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The first-order theory of real numbers, AKA the theory of real closed fields, is obtained by added to the axioms for ordered fields an axiom schema of completeness, which states that for each formula $\phi$ in the first-order language of ordered fields, if the element satisfying $\phi$ have an upper bound, then they have a least upper bound. The second-order theory of real numbers is obtained by replacing this schema with a single axiom which says that for all sets X, if X has an upper bound then it has a least upper bound. And of course we need a comprehension schema which states that for each formula $\phi$ in the second-order language of ordered fields, there is a set corresponding to $\phi$.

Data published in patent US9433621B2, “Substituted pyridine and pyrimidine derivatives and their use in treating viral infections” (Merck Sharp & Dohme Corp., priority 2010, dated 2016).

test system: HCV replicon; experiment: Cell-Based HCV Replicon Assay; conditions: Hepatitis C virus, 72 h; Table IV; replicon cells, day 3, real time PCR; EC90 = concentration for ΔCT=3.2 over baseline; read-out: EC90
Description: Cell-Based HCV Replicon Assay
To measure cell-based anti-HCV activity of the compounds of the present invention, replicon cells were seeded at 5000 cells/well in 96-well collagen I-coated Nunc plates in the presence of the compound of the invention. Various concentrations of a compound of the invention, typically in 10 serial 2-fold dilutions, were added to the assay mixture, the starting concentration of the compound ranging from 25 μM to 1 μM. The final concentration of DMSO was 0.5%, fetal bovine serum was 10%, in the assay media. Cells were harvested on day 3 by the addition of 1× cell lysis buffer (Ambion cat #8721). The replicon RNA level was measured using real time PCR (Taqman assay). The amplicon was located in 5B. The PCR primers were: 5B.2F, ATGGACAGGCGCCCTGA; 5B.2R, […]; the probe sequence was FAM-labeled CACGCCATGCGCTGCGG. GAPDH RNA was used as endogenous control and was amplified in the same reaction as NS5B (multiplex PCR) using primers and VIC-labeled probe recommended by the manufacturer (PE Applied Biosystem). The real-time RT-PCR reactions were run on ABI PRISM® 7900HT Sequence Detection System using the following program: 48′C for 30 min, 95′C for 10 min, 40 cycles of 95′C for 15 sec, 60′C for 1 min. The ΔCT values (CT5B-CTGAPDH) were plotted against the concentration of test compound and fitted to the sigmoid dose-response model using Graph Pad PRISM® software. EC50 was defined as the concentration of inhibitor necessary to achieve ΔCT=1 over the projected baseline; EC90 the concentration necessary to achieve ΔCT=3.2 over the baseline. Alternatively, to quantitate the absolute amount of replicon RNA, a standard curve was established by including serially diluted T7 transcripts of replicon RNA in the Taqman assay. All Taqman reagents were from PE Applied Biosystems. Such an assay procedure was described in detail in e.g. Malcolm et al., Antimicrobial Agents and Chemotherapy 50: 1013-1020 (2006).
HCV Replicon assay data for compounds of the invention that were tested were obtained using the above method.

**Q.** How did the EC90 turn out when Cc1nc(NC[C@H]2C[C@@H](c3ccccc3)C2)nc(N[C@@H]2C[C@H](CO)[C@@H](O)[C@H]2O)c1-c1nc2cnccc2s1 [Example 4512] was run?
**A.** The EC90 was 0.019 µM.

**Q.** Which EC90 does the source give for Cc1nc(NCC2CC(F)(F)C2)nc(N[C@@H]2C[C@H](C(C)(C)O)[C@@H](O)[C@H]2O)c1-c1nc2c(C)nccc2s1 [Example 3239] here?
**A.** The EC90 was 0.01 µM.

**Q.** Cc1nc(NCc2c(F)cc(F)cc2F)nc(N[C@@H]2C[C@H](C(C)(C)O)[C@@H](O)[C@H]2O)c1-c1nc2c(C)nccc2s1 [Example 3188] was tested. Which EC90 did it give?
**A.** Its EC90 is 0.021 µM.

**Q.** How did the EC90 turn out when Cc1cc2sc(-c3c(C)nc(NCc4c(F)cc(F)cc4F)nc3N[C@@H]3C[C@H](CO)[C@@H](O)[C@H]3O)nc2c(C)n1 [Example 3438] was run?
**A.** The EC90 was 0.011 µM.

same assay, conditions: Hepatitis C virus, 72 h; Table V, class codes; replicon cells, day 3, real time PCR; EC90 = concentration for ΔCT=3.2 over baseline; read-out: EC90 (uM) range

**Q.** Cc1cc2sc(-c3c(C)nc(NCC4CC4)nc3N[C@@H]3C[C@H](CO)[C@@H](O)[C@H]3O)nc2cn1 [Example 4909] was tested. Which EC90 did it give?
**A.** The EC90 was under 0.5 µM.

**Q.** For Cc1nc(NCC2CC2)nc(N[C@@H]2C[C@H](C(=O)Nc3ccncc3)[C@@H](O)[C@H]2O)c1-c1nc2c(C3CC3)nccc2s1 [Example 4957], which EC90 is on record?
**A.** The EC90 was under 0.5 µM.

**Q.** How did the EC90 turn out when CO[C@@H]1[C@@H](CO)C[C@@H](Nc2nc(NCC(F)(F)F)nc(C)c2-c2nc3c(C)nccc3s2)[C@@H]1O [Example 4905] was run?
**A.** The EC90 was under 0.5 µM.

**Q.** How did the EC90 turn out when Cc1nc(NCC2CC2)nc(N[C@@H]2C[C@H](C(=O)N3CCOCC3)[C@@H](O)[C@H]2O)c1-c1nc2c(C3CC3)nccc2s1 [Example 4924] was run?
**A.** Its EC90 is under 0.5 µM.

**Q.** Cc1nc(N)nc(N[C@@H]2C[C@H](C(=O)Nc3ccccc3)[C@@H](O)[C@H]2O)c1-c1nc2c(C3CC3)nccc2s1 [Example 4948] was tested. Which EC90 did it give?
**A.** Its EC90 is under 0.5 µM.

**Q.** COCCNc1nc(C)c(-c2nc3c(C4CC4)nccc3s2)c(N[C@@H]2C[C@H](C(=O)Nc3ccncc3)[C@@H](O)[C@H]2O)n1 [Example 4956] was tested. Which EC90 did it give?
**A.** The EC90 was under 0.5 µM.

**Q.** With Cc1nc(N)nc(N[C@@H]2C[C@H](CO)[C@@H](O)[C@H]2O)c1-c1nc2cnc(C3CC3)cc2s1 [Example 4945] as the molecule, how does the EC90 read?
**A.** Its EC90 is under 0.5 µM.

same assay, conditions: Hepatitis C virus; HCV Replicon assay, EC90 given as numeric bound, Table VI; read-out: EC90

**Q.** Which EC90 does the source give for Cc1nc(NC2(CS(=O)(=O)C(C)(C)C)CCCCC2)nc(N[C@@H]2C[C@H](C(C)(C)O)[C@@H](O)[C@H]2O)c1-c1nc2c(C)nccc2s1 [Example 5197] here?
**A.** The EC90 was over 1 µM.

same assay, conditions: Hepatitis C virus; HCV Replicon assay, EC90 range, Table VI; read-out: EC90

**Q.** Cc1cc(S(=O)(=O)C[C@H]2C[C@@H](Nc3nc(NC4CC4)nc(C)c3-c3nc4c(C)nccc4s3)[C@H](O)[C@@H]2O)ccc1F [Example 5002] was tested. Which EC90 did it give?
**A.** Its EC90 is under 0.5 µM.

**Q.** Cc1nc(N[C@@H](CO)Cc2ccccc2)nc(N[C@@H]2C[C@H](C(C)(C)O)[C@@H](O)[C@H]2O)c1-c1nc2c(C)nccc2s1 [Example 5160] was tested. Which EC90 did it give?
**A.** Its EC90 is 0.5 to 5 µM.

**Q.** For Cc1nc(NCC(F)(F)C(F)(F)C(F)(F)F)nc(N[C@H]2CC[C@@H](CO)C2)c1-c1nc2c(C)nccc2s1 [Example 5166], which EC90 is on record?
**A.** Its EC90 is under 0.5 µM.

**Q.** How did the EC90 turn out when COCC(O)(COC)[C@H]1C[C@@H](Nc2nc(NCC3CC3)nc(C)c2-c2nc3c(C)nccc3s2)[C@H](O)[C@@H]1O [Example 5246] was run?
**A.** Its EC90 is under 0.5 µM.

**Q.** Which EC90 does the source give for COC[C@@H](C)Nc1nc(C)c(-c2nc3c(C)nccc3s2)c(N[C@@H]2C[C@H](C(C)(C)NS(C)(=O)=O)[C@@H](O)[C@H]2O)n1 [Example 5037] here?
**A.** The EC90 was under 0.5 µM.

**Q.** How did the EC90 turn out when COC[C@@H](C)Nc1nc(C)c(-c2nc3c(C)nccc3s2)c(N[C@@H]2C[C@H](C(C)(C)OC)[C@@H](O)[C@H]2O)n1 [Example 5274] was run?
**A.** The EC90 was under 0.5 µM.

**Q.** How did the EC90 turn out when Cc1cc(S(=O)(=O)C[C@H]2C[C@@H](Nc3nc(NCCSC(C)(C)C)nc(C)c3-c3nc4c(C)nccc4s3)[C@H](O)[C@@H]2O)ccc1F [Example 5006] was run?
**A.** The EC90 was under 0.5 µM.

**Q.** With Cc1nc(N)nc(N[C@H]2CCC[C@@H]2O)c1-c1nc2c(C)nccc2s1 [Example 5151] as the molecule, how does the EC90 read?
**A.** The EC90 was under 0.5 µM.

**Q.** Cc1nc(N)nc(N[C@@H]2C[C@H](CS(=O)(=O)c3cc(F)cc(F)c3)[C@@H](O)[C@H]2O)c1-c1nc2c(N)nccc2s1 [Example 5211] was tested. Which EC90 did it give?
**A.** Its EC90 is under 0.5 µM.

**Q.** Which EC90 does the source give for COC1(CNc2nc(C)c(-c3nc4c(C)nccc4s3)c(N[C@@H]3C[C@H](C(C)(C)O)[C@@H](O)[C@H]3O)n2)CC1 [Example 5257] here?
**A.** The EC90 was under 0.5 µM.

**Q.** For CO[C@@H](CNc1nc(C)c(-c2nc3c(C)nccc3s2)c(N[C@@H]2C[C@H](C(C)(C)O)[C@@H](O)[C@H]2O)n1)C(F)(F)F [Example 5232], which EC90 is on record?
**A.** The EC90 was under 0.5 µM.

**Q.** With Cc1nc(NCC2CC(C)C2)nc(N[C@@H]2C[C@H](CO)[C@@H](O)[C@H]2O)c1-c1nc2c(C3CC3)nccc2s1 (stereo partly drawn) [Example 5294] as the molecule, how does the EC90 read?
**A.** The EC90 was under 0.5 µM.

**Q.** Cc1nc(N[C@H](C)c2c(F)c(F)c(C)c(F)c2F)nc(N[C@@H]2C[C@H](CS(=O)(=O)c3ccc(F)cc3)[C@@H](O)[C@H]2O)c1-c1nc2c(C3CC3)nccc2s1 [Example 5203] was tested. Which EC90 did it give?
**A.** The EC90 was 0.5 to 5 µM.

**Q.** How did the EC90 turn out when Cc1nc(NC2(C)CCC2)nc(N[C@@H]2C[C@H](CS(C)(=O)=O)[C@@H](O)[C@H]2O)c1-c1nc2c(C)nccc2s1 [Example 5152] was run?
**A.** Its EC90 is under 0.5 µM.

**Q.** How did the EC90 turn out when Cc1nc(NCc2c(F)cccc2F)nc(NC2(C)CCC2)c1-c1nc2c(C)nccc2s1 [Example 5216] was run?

As I found out in response this question, the proof-theoretic ordinal of the theory of real closed fields seems to just be $\omega$. But what about the proof-theoretical ordinal of the predicative second-order theory of real numbers? This theory is obtained by taking the ordinary second-order theory of real numbers, but restricting the comprehension schema to formulas with no second-order quantification. Would this theory have a proof-theoretic ordinal greater than $\omega$?

The reason I ask is my MathOverflow question, which is about the possibility of a Feferman-Schutte-like analysis of "predicativity given the real numbers".

Any help would be greatly appreciated.

Thank You in Advance.

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  • $\begingroup$ sorry, it seems that I misinterpreted your question. I erased my answer $\endgroup$ – Wolphram jonny Feb 1 '14 at 15:12

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